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Available from: Nadine Chlaß, Jan 17, 2014
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    • "Besides, the variables imports, dependency ratio and population density were dropped after tests of stationary proved them to be of different order of integration. Moreover, the statistical performance of the estimates from VAR and VEC models has been well studied and well established for models with a few number of variables (Moneta et al., 2011). "
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    ABSTRACT: Ethiopia is one of the countries with high fertility, rapidly growing and largely young population. At the same time, it is among countries with weak and poorly focused population policy. In light of this, this study intended to assess the causation between demographic factors and economic development in Ethiopia. To this end, it applied vector-error-correction model (VECM) to data on economic, demographic and other variables obtained from secondary sources, accompanied by descriptive analysis of the relationship of population with HDI, agricultural landholdings and forestland. VECM results indicated robust and negative long run relationship between per capita income and population growth and a positive one between the former and growth of workers – with bidirectional causality in both cases. That is, rises in per capita income reduce the growth of (dependent) population and enhance that of workers, and vice versa. Conversely, slower growth of population or faster growth of workers raises per capita income. Short run relationships turned out to be weak and non-robust to alternative model specifications. The descriptive analysis signified inverse associations of population growth with landholding, forest coverage and HDI score. These findings point to a need for meaningful efforts to incorporate population matters into the policy arena.
    10/2012; 4(10):236-251. DOI:10.5897/JEIF12.039
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    • "The assumption that external influences e i are non-Gaussian enables unique identification of a causal ordering k(i) and connection strengths b ij without using any background knowledge on the structure [14]. This feature is a big advantage [14] [15] [16] over conventional Bayesian network approaches based on conditional independences and/or Gaussianity [17] [18]. Though the Gaussian approximation has been a common approach [19], real-world data could be considered more or less non-Gaussian. "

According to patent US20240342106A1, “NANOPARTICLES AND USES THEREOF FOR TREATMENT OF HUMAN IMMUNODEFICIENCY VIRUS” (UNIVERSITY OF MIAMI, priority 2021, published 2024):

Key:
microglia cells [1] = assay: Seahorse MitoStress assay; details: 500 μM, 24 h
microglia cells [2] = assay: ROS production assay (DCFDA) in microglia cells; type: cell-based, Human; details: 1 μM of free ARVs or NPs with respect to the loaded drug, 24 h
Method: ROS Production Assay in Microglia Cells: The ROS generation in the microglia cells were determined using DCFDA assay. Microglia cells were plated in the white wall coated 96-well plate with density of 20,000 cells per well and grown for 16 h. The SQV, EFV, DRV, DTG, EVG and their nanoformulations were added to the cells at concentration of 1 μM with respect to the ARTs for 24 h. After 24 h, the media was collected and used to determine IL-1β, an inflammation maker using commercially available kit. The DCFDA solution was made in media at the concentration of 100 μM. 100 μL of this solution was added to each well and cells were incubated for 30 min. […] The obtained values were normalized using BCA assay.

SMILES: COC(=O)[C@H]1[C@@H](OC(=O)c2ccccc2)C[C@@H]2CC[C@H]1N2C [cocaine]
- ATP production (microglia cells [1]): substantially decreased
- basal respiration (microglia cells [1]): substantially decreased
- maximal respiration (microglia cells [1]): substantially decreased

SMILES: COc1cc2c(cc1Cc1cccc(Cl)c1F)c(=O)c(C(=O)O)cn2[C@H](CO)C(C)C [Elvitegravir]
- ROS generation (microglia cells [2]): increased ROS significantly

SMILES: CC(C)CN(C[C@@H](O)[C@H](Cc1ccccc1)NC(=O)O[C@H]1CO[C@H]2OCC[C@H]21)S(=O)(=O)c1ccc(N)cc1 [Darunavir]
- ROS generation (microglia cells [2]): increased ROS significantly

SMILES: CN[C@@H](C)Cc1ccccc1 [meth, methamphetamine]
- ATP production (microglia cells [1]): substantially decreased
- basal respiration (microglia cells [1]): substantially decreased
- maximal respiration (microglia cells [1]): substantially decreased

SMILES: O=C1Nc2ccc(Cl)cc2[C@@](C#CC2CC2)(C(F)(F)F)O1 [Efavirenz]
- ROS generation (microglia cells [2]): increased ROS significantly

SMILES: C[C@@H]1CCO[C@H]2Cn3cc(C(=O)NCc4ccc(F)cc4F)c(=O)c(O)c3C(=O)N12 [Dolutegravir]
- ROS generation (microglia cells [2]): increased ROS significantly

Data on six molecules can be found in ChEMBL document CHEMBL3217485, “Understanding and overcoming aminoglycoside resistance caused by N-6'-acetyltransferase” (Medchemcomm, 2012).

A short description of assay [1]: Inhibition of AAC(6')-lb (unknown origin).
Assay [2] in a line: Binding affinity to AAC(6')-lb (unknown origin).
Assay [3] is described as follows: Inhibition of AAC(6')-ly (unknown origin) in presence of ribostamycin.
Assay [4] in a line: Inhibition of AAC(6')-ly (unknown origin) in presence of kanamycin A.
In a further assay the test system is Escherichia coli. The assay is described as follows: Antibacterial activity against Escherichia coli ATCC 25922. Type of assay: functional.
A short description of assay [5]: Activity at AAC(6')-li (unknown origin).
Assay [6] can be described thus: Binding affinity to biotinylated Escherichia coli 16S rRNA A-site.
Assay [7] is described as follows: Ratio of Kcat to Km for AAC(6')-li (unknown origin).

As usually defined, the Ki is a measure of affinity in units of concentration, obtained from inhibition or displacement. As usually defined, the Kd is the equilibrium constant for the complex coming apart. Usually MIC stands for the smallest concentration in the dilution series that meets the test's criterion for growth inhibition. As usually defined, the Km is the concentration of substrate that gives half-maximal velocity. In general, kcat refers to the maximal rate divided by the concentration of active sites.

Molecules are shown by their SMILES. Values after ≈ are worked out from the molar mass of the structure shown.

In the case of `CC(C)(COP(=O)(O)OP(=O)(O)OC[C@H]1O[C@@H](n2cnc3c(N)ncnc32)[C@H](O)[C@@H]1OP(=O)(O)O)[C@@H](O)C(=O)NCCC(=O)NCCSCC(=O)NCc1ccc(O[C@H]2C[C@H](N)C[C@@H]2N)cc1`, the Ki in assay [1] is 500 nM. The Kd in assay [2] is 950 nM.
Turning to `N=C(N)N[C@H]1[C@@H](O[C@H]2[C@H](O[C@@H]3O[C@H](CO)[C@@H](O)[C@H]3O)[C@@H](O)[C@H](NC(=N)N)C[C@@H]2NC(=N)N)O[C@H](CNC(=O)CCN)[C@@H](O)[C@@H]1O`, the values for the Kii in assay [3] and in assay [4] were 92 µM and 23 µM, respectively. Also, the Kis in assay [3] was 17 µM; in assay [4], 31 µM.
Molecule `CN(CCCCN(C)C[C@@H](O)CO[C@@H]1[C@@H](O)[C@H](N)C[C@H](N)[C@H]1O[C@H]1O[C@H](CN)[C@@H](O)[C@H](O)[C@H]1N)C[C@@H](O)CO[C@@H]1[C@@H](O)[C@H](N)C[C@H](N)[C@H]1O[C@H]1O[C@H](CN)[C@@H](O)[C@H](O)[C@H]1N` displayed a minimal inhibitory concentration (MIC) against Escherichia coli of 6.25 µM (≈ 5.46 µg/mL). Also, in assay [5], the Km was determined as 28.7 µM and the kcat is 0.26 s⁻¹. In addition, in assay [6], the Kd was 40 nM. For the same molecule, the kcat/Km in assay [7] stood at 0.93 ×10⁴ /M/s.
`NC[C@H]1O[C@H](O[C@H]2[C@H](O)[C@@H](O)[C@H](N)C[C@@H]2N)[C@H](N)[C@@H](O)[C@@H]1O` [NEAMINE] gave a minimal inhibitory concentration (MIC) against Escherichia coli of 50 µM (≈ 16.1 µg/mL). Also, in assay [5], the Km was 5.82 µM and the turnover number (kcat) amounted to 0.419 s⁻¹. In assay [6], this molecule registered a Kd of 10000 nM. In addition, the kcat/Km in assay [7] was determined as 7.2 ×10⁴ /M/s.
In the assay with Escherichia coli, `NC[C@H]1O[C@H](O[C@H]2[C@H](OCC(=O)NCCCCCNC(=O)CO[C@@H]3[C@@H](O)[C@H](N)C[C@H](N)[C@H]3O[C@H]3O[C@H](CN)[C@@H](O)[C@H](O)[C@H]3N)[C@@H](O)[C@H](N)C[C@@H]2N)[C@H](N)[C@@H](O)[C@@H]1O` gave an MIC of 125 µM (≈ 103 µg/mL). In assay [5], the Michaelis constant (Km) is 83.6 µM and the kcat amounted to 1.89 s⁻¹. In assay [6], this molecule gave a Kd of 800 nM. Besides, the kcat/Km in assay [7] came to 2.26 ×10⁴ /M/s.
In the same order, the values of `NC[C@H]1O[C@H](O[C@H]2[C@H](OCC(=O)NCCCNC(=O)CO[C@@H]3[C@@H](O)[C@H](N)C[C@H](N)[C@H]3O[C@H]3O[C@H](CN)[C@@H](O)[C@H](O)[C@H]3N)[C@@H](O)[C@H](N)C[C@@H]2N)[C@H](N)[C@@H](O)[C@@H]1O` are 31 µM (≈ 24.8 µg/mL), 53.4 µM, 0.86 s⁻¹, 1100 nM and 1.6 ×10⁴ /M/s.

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    ABSTRACT: A very important topic in systems biology is developing statistical methods that automatically find causal relations in gene regulatory networks with no prior knowledge of causal connectivity. Many methods have been developed for time series data. However, discovery methods based on steady-state data are often necessary and preferable since obtaining time series data can be more expensive and/or infeasible for many biological systems. A conventional approach is causal Bayesian networks. However, estimation of Bayesian networks is ill-posed. In many cases it cannot uniquely identify the underlying causal network and only gives a large class of equivalent causal networks that cannot be distinguished between based on the data distribution. We propose a new discovery algorithm for uniquely identifying the underlying causal network of genes. To the best of our knowledge, the proposed method is the first algorithm for learning gene networks based on a fully identifiable causal model called LiNGAM. We here compare our algorithm with competing algorithms using artificially-generated data, although it is definitely better to test it based on real microarray gene expression data.
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    ABSTRACT: Causal structure learning from time series data is a major scientific challenge. Existing algorithms assume that measurements occur sufficiently quickly; more precisely, they assume that the system and measurement timescales are approximately equal. In many scientific domains, however, measurements occur at a significantly slower rate than the underlying system changes. Moreover, the size of the mismatch between timescales is often unknown. This paper provides three distinct causal structure learning algorithms, all of which discover all dynamic graphs that could explain the observed measurement data as arising from undersampling at some rate. That is, these algorithms all learn causal structure without assuming any particular relation between the measurement and system timescales; they are thus ``rate-agnostic.’’ We apply these algorithms to data from simulations. The results provide insight into the challenge of undersampling.
    The Twenty-ninth Annual Conference on Neural Information Processing Systems (NIPS), Montréal CANADA; 12/2015